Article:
On these issues, Anwar and Mahathir began to disagree. Anwar was willing to attempt an “IMF lite” version of the recovery package and was willing to consider more liberalized market reforms as a means of recovery. As the crisis unfolded, Mahathir blamed “currency traders” and named the international financier George Soros as part of a “Zionist conspiracy to undermine Muslim progress in Malaysia.” Mahathir favored the idea of “currency controls” to check the flight of capital from Malaysia. He viewed the IMF prescription for an open-market solution as a strategy to defeat and demolish much of what he had worked so hard to construct over his political lifetime. Under his leadership, Malaysia was acquiring an emerging Malay capitalist class, and a political and economic system that generated economic growth, with Malays assuming leading roles in all sectors of the economy. For Mahathir, if the government acted as an active partner with these favored enterprises, that was to his credit, not something that demanded reforms.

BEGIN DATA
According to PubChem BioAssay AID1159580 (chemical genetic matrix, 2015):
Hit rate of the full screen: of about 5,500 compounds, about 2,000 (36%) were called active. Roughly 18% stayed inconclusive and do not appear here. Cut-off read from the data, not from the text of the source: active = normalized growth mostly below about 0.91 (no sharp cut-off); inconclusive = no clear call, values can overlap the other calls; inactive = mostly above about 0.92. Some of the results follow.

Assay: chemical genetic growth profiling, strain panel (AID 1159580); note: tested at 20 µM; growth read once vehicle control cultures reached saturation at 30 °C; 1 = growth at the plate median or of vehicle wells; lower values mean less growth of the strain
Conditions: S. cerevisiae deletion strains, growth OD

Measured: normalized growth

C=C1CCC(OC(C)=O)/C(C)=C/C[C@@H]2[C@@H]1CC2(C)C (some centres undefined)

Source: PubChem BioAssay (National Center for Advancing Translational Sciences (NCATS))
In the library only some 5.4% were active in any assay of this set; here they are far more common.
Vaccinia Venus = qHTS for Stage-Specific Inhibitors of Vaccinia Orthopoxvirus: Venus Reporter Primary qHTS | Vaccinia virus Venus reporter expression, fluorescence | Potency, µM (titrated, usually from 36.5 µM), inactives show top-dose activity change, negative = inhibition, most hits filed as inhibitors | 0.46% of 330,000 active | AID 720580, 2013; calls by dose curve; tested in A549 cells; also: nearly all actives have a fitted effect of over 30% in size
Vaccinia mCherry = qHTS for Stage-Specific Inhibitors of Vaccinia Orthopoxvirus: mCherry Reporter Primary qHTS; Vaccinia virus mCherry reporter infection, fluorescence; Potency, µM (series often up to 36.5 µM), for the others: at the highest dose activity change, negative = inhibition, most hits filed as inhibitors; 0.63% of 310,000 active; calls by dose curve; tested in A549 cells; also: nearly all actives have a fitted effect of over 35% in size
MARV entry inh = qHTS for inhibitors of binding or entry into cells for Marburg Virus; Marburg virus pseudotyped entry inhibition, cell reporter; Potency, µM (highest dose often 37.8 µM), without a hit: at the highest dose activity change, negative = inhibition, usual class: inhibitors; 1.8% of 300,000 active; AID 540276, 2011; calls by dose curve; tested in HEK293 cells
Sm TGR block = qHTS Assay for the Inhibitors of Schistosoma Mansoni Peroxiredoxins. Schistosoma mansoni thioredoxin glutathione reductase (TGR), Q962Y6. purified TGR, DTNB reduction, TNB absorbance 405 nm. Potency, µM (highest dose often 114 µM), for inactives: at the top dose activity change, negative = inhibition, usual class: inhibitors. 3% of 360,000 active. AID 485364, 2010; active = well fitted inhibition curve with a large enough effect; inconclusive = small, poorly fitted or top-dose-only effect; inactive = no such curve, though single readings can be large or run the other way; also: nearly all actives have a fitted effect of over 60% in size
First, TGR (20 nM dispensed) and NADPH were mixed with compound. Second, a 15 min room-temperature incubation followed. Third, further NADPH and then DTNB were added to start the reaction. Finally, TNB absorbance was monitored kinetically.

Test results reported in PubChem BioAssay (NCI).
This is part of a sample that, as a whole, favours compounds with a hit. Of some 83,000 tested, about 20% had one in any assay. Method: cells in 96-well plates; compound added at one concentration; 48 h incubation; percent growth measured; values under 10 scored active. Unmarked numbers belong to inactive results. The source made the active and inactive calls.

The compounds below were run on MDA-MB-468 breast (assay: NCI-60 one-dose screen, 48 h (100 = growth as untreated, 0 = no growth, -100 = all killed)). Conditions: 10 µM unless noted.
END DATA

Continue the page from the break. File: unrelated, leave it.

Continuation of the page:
As these subtle differences between Malaysia’s two highest leaders became more apparent, the allies and supporters of each leader began making moves and seeing conspiracies in the actions of the other faction. When the foreign press took up the cause of Anwar as the champion of “reform,” the suspicions and animosities of the Mahathir camp became heightened. Mahathir concluded that it was time to take dramatic action.48 In December 1997, he appointed his longtime political ally, Daim Zainuddin, as special functions minister to head a newly created National Economic Action Council to deal with the financial crisis, thus effectively limiting Anwar’s powers. At the UMNO General Assembly in June 1998, the struggle for power between Anwar and Mahathir became more apparent and much more personal.49 All the delegates could discern and interpret the meanings of the muted ambiguity of earlier accusations and thinly veiled threats by those on each side of the widening divide. If there were any doubts about the intensity of the conflict, they were soon dispelled when arriving delegates were offered for sale a book known as 50 Dalil.